Hundreds of demonstrators marched through the centre of Lichfield to protest against plans for a new eco-town.
The protesters took to the streets of the Staffordshire city on Saturday amid growing concern about proposals for an environmentally-friendly town at Curborough, on the outskirts of Lichfield.
The Government has said the eco-towns project aims to tackle the twin issues of climate change and affordable housing, with the successful proposals having to supply between 30 per cent and 50 per cent affordable homes.
A campaign against two possible eco-towns in the Midlands was launched in April following Housing Minister Caroline Flint’s announcement of 15 possible locations for the new towns. The settlements of between 5,000 and 20,000 homes will have to be zero carbon as a whole and be an “exemplar” in environmental sustainability.
Long Marston, between Evesham and Stratford-upon-Avon, has also been earmarked.
Campaigners in Lichfield argue that an eco-town will have a negative impact on the city and create a huge urban sprawl joining it to Fradley. Addressing the demonstrators from the steps of the Dr Samuel Johnson Birthplace Museum, local Tory MP Michael Fabricant said: “We acknowledge the need for additional housing and for affordable housing. But 8,000 new homes are already planned for Lichfield District and 25 per cent of the larger developments will be affordable homes.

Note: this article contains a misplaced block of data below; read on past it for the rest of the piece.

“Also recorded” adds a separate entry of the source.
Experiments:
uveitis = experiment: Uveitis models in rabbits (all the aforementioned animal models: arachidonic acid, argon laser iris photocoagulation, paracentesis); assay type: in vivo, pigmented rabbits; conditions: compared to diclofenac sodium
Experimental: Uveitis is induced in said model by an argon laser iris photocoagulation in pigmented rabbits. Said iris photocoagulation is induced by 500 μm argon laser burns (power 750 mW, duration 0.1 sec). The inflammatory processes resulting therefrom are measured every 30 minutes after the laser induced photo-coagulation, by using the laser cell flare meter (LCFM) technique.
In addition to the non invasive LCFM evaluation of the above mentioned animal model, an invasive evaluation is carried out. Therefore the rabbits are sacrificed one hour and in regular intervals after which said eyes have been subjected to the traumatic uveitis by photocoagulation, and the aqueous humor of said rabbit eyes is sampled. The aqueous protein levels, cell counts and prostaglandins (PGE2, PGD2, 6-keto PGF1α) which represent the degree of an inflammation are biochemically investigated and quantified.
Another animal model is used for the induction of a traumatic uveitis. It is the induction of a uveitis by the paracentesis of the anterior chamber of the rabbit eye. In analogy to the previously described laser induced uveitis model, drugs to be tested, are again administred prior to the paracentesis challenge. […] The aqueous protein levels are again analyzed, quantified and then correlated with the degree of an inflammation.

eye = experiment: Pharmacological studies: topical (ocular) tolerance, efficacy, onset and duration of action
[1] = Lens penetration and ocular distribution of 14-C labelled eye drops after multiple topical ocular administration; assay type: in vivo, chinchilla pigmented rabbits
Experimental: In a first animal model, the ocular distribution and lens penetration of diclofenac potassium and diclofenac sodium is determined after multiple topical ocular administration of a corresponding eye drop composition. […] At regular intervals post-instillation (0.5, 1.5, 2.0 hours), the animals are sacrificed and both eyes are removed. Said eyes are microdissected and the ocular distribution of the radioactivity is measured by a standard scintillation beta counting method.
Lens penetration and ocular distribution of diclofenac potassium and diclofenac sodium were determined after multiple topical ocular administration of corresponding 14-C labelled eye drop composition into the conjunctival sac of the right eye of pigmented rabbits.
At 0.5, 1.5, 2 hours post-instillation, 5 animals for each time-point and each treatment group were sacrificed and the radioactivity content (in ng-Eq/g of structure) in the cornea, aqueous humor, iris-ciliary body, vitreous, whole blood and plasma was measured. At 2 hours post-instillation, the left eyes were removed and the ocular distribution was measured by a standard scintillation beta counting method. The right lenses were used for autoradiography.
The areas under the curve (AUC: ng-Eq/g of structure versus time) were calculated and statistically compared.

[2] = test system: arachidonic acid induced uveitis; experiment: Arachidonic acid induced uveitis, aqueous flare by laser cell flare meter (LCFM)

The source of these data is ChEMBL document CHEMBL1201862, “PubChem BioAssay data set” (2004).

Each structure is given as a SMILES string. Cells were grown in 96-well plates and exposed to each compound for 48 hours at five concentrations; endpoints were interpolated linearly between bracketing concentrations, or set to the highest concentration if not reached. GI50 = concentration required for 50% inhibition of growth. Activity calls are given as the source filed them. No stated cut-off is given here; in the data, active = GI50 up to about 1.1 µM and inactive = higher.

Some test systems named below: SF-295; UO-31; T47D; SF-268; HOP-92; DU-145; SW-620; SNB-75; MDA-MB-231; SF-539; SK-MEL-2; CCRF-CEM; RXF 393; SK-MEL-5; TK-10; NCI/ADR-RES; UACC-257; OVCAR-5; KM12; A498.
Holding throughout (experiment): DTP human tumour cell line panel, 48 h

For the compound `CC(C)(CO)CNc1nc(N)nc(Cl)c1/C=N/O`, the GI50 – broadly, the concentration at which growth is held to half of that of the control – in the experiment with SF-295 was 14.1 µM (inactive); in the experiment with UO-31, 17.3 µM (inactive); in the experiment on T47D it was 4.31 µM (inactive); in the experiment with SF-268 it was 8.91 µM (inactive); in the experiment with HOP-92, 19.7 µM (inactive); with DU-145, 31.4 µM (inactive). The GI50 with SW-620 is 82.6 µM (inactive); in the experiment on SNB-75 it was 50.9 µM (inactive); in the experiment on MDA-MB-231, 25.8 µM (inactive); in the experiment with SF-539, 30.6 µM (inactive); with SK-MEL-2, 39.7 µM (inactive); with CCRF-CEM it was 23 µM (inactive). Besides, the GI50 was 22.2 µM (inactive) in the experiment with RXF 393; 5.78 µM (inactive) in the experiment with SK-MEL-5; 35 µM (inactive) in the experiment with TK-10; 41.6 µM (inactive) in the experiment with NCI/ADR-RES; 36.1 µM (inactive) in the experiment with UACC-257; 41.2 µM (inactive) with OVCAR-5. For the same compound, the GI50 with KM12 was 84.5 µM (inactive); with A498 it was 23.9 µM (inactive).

“And these homes need to be built where they are needed – Fazeley, Burntwood, and in Lichfield itself – not where Whitehall planners have stuck a pin in a map which will create a ghetto. Local government knows the area, not Downing Street.
“The so-called ‘eco-town’ will not even be ‘eco’. We don’t have the road system to support this development and it will cause additional pollution through traffic congestion.
“Nor do we have the schools nor the doctors to support such a huge town plonked on a sensitive greenfield site on the outskirts of Lichfield.”
Mr Fabricant said the protesters had sent “a clear message to Government” that the eco-town is “neither viable nor welcome here”.
Meanwhile, TV presenter Ben Fogle was among 2,000 protesters who took part in a simultaneous march against one of the Government’s proposed eco-towns at Ford, near Arundel, West Sussex. Many of them were members of local campaign group who fear the development will engulf the nearby villages of Ford, Climping and Yapton and also say that flooding, which often occurs in the area, will be made much worse by the extra houses.
Mr Fogle, who attended the march with his father, Ford resident Dr Bruce Fogle, said it was “wrong” to sacrifice arable countryside for urban development.
The 15 sites for low-carbon, environmentally friendly towns will be whittled down to 10 over the next few months, but many of the areas which have made it on to the shortlist have attracted protests over the damage they could do to existing communities or destruction of greenfield land and natural areas.
Addressing protesters, Mr Fogle said the word “eco” was being used by the Government to make people feel guilty about opposing it.
He said: “I think the idea of an eco-town should be applauded. We need to be working towards self-sustainable communities and developments. We need to create more affordable housing in this country. We need to create viable alternative energy sources.
“I am not here campaigning against any of these. I am here to march for our green fields which sadly have no voice.”